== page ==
With his family fast asleep, Thomas Gibbons starts writing at 4 a.m. every day. By 7:30, he’s already on the train to his day job in medical publishing, with more accomplished before dawn than most of us can claim by sunset.
Over the years, this strict discipline has resulted in measured, thoroughly researched plays and productions staged in every region of the country, from the Eugene O’Neill Theater Center in Connecticut to the Kirk Douglas Theatre in Los Angeles. His work is typically based on real-life events, and his hometown often plays a pivotal role, like in “Permanent Collection” (The Barnes Foundation controversy) and “A House With No Walls” (a depiction of slaves at Independence Mall).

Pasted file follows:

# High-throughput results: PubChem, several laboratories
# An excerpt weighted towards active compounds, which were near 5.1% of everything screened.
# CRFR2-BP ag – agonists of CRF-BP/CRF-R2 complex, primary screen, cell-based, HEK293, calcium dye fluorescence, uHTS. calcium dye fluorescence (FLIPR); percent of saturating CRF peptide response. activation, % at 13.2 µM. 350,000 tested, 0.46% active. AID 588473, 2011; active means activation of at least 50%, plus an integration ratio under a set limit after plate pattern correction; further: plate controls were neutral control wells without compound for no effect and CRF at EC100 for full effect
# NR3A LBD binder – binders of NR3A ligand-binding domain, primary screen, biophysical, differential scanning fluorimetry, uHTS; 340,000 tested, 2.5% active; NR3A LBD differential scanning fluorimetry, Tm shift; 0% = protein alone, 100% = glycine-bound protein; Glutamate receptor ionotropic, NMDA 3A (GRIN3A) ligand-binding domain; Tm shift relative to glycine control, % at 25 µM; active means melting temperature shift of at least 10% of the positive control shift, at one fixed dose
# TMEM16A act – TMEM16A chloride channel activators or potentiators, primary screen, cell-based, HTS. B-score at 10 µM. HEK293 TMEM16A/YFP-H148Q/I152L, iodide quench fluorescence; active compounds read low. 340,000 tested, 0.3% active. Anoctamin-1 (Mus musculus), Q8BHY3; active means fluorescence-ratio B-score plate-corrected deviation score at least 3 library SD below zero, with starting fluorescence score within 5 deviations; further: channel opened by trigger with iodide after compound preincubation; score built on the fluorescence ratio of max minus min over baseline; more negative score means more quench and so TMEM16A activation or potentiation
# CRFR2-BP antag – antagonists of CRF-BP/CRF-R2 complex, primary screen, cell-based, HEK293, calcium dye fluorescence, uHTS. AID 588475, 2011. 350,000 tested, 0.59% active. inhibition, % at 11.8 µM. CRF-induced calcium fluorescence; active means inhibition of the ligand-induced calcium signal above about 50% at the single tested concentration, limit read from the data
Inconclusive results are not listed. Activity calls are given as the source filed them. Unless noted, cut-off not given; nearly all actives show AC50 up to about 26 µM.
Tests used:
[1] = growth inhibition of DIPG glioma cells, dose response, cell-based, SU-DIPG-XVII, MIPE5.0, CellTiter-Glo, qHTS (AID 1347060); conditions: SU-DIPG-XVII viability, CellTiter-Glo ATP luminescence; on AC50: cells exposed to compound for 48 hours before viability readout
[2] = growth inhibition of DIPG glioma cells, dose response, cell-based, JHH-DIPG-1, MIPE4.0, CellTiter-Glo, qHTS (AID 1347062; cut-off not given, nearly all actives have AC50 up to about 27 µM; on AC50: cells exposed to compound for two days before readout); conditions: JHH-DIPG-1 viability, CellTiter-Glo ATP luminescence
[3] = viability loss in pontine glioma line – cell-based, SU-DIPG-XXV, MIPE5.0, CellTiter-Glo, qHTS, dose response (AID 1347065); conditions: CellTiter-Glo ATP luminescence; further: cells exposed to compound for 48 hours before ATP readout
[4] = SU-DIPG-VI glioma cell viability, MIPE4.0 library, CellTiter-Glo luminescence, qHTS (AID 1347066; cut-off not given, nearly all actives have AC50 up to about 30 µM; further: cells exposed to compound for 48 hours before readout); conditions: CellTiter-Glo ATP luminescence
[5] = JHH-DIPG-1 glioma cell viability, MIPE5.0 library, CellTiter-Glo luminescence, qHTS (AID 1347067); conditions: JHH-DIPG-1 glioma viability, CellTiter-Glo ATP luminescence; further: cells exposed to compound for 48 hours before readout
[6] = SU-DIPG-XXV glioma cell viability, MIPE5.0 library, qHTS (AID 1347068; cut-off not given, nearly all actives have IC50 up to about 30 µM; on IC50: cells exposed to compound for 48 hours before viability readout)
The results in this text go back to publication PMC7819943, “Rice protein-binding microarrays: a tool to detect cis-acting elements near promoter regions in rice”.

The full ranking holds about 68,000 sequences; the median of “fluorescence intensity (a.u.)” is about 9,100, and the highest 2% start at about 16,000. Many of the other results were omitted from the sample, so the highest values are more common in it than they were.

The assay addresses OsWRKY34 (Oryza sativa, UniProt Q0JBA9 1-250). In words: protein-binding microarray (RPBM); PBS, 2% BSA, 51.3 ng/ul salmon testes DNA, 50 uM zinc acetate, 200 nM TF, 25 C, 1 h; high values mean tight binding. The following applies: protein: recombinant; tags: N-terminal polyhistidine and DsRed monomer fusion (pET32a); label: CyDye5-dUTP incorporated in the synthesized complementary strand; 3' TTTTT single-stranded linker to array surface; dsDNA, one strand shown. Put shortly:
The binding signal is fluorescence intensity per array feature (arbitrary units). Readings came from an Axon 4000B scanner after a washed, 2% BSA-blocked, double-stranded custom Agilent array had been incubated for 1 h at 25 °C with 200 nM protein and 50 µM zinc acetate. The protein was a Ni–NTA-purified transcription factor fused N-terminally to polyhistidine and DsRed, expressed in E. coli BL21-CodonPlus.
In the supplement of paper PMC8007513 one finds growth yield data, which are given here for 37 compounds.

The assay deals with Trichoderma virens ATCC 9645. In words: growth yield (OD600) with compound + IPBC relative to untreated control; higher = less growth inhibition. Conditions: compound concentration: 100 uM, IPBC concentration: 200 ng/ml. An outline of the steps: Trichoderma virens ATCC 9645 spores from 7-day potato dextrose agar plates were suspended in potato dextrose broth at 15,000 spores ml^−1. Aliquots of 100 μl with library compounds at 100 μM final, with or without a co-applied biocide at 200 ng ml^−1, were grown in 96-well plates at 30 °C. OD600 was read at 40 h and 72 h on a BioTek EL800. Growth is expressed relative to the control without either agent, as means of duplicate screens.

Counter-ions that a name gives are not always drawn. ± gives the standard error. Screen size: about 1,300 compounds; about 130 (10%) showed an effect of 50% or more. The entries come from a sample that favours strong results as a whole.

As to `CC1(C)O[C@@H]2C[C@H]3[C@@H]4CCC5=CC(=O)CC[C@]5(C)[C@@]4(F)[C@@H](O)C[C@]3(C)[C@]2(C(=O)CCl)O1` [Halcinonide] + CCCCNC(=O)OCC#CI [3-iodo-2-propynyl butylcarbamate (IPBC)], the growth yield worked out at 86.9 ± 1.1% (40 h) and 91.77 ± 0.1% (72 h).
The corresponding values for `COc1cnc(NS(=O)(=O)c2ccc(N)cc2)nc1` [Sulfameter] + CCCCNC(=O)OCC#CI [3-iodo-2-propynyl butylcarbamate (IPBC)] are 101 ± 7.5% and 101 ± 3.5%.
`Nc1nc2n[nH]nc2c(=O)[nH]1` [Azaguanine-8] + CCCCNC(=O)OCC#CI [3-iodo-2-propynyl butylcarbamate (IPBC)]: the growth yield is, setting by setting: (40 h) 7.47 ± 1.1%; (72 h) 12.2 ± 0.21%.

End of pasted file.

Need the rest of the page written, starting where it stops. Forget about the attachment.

His latest, “Silverhill,” is based on the Oneida commune — an obscure 19th-century Christian community in upstate New York.
“I decided I needed a less controversial subject to write about, so I chose sex, religion and money,” he deadpans. “I’ve been fascinated by the rise of the prosperity gospel — this idea that God wants his followers to be wealthy, not only in spirit, but to prosper materially as well. The thing that fascinated me about Oneida was that they were a communistic community. They felt that communism was most compatible with the teachings of Christ.”
And what happened to the hundreds of faithful residents? Within 30 years, they became a corporation: Today, Oneida Limited is one of the foremost manufacturers of silverware.
Through Nov. 14
InterAct Theatre Co.